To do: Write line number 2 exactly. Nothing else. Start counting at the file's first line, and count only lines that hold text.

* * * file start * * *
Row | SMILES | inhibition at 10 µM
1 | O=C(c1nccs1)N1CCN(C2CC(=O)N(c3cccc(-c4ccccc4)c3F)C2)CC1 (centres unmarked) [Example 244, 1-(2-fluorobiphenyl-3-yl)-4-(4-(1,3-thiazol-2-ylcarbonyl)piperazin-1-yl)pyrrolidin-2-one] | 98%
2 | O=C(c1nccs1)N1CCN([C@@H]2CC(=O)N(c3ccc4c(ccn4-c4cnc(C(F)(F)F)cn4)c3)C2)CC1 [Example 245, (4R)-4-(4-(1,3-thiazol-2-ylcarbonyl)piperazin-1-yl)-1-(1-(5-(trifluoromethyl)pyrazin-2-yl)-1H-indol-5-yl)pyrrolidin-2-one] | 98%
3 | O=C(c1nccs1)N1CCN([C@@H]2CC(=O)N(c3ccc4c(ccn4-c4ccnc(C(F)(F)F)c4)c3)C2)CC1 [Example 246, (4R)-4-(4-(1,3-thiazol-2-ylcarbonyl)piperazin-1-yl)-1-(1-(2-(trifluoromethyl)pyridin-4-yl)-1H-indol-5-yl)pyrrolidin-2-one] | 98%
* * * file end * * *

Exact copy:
1 | O=C(c1nccs1)N1CCN(C2CC(=O)N(c3cccc(-c4ccccc4)c3F)C2)CC1 (centres unmarked) [Example 244, 1-(2-fluorobiphenyl-3-yl)-4-(4-(1,3-thiazol-2-ylcarbonyl)piperazin-1-yl)pyrrolidin-2-one] | 98%